Fighting cyber crime needs security champions

It’s not techies, it’s communicators says Melanie Oldham, founder and CEO of Bob’s Business Information Security Awareness. She spoke to us about how to tackle cyber crime by getting numbers on your side and about cyber security champions.

Melanie found herself surrounded by techies. When her manager asked her if she had heard of information security, she replied with a resounding “no.” Even so, cyber security was what she was asked to do. Working with 13 techies, all males, she said “they spoke a different language” and “I felt stupid.”

But that was in 2004, Melanie learnt the lingo, such that today, she worries she knows too much.

In the early days of her career, when technical knowledge was not her thing, she learnt how to communicate the important information. These days, the jargon comes naturally to her, and its her team, many of whom are still new to the technology that help her tell the story in a way that sticks.

For Melanie Oldham, the battle against cyber crime is largely about communication. She explains: “Most breaches are down to human error,” but for too long the industry has focused on the technology.

>See also: Data breach reports see 75% increase in last two years

It is changing, though.

A good example of this is this InfoSec conference (Info Security Europe). Melanie says she has been attending the conference for around  ten years, but the human stream was barely in existence at first, now “more and more things are focused on human side” because you “can’t physically fix or patch people, like you can with technology.”

The Oldham insight is one that is being shared by many cyber security experts and CTOs.

To defeat cyber crime you need numbers — “strength in numbers is important,” she says. In part that means champions, but it also means getting the workforce onside.

>See also Cyber security training: Is it lacking in the enterprise? 

So fighting cyber crime may be just about psychology as it is technology. Melanie says: “if you are wanting to change people’s behaviour, you have to connect with them on an emotional level. They have to understand how it relates to them.” So it’s about showing an employee the benefits; “they support the cyber security strategy because they see the benefits. Maybe they believe in the company they work for or they may see information security as something that will protect them; that way that they buy into. It is about being really human. It’s is not about saying you have to do it because it is mandatory, but explaining why it is useful how it can protect you and your home life.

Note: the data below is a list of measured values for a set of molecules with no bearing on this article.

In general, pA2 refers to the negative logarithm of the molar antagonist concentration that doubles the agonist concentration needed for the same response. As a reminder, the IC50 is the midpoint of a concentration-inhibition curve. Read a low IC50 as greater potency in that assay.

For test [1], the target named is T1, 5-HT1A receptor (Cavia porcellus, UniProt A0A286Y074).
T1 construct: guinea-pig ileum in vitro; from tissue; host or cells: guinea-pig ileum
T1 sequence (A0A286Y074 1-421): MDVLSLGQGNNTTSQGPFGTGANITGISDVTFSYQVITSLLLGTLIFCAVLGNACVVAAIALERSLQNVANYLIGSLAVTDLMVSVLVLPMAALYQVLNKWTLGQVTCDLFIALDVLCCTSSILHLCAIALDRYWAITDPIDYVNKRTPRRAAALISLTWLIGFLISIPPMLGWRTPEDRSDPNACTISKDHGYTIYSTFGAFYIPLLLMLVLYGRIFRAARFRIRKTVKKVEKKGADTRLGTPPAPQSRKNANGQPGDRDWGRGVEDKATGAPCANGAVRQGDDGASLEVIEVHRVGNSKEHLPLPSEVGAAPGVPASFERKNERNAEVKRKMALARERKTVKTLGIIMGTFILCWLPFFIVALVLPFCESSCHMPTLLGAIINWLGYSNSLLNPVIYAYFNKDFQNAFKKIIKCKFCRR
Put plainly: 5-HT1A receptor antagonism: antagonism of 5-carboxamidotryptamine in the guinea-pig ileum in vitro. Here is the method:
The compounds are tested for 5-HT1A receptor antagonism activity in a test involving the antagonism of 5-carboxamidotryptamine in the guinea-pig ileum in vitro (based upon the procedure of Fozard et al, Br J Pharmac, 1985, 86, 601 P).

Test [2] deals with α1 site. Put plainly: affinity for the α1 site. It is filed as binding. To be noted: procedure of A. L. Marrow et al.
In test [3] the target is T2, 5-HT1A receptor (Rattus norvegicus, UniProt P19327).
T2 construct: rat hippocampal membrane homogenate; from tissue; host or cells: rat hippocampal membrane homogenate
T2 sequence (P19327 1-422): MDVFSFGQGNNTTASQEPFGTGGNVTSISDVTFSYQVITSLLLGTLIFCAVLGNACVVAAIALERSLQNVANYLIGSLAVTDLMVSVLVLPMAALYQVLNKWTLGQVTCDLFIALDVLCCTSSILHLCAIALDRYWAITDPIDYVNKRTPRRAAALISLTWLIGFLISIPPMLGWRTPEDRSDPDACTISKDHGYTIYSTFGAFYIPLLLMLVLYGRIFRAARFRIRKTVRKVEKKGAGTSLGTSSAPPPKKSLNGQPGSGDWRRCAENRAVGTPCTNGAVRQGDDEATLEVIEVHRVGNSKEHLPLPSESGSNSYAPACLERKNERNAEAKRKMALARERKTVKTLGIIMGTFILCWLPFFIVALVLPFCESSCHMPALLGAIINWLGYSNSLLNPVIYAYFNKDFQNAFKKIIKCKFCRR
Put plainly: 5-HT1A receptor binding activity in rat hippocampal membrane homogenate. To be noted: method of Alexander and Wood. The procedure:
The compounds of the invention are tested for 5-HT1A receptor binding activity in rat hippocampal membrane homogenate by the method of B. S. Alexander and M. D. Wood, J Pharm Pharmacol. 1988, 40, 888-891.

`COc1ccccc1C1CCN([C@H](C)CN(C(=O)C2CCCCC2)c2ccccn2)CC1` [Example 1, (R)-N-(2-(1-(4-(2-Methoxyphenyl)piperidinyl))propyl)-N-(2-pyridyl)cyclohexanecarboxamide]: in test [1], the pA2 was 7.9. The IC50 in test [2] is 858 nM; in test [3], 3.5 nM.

“Trust and transparency is the key. The best thing anybody can do in the event of a security breach is take the appropriate employee for a coffee. And say ‘okay, talk to me.’”

> See also  Trust is critical as the customer information floodgates close

Melanie’s insight, maybe arising from her lack of technical knowledge in the early days, was finding engaging ways to communicate. Animations, “delivering cyber security education in bite sizes and using an emotive way more way of presenting information, communicating without creating information overload.

“One of the biggest things we discovered was the amount of people using their work email addresses to purchase things online. Because 75% of people re-use user names and passwords, if they are using the same user names and passwords for work based systems and for their online shopping, then when breaches happed, such as when Yahoo got hacked, that data is easily transferable. People don’t see that as being a risk So it is vital to explain the importance of keeping things separate.”

Communication is vital, that’ where Melanie’s business comes in.

But she also talks about the importance of security champions, information securities advocates who preach the importance of security. “You need good communicators” she says. The CTO needs to find good communicators, because people who are good at communicating can take the key bits of information from IT and disseminate it across an organisation.

There is another way — and that involves having a cyber security expert on your shoulder, with you all the time — warning you of a potential problem. Up to now, that was not possible, but maybe, thanks to AI, we can have the next best thing. This takes us to Paul Chapman, co-founder of Cybershield, a company which may have just found a way to have an AI security expert sitting on your shoulder.

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Michael Baxter

.Michael Baxter is a tech, economic and investment journalist. He has written four books, including iDisrupted and Living in the age of the jerk. He is the editor of and the host of the ESG...

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